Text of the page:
The graduate program in Behavior Analysis emphasizes integration of theoretical, experimental, and applied behavior analysis. The organizational theme of the program is the premise that the theoretical aspects of behavior analysis combined with a natural-science approach to research unite the basic and applied areas. This orientation is reflected by required courses in theoretical foundations of behavioral analysis, quantitative methods, advanced experimental analysis of behavior, and applied behavior analysis. Advanced seminars are offered on topics such as behavioral pharmacology, behavioral medicine, substance abuse, verbal behavior, behavioral assessment, human operant behavior, developmental disabilities, and others. Additional course work in Psychology and other departments is completed according to individual goals and interests as specified in each student’s individual program of study. All faculty and students meet weekly in a “current topics” seminar in which research and professional issues of general interest are discussed. Letter to Prospective Applicants.
Research activities span a diverse range of settings, from laboratory to applied and business settings. Human laboratory research involves choice and decision making, behavioral economics, substance abuse, cigarette smoking, and other topics. Applied research includes behavioral processes (preference, response acquisition, stimulus control) in disorders of learning and behavior, contingency management to promote health behavior, functional analysis and treatment of problem behavior, performance management, behavioral safety, and school-based interventions. Students work closely with one or more of the faculty in developing a continuing research apprenticeship and routinely publish their thesis and dissertation research in major behavioral journals including the Journal of Experimental Analysis of Behavior and the Journal of Applied Behavior Analysis. The consistent productivity of our students and faculty has earned our program the #1 ranking among universities and research institutions in publication frequency in behavioral journals (Shabani et al., 2004).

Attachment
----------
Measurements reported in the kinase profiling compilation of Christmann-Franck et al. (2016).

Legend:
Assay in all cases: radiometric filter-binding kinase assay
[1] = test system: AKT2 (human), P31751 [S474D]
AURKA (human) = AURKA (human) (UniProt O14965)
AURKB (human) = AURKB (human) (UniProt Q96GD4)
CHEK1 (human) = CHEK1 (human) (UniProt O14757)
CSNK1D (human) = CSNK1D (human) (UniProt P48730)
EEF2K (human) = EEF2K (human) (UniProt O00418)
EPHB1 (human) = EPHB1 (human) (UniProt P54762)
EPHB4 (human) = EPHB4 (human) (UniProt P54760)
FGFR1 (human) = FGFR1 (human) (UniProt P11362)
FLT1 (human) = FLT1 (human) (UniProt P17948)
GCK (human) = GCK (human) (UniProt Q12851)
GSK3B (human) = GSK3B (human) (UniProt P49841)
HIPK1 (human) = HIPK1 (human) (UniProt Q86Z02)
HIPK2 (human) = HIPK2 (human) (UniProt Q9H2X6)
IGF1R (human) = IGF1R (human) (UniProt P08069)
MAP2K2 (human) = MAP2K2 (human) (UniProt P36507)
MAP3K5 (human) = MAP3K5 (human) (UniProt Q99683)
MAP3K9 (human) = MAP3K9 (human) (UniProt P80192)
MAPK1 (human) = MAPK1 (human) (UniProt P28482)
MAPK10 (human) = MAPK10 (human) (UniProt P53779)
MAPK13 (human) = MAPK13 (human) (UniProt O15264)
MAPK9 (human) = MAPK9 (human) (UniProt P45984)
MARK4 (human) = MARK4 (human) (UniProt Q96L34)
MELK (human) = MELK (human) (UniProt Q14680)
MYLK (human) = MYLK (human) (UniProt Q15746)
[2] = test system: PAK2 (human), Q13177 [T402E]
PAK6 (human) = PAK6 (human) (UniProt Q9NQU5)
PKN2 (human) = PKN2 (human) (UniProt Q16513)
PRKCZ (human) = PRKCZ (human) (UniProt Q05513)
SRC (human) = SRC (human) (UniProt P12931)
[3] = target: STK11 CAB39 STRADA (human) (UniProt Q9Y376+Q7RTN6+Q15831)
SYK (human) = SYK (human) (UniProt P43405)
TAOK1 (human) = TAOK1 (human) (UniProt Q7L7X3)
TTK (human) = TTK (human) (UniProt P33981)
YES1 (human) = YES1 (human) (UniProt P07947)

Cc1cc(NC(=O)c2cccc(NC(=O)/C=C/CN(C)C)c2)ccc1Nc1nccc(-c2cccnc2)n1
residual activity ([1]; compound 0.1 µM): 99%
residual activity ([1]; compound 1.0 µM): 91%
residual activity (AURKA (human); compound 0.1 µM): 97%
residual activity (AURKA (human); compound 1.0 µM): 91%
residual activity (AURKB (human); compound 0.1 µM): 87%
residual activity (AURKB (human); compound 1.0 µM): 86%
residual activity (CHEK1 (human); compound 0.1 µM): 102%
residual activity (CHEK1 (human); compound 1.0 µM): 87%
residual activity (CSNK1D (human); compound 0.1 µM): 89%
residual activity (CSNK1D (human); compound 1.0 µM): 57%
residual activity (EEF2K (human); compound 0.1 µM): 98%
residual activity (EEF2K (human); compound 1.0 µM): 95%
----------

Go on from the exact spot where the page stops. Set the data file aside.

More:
All graduate students fulfill general requirements of the Graduate School, the Department, and the Behavior Analysis programs. Students are expected to complete a qualifying exam during the spring term of their third year; exceptions may be granted if a student enters the program with a master’s degree. For details about the timing, requirements, and content of the qualifying exam, please click here. (If you entered the program before fall of 2017, you may choose the old format, click here for details.)
Since its beginning in 1970, the Behavior Analysis program has graduated more than 100 Ph.D.’s, with initial placements at Harvard Medical School, Johns Hopkins University School of Medicine, Louisiana State University, Stanford Medical School, University of North Carolina, Walter Reed Medical Center, University of Kansas, among others. Many graduates of the program now hold senior positions at their respective institutions, are Fellows in APA, serve on editorial boards of major journals, and have achieved national and international distinction. The Behavior Analysis Program has achieved international recognition by receiving the Award for Enduring Programmatic Contributions in Behavior Analysis from the Association for Behavior Analysis in 2002.
EAB 6099 – Survey of Behavior Analysis
EAB 6118 – Theoretical Foundations of Behavior Analysis
EAB 6707 – Applied Behavior Analysis
EAB 6712 – Experimental Psychopathology
EAB 6716 – Behavior Analysis in Developmental Disabilities
EAB 6719 – Strategies and Tactics of Human Behavioral Research
EAB 6750 – Quantitative Methods
EAB 6780 – Ethics and Professional Issues
EAB 6937 – Special Topics in the Experimental Analysis of Behavior
EAB 6939 – Special Topics in Applied Behavior Analysis
Oral History of Behavior Analysis at UF
Stay tuned! Interviews with Drs. Marc Branch and Brian Iwata will be posted later this spring.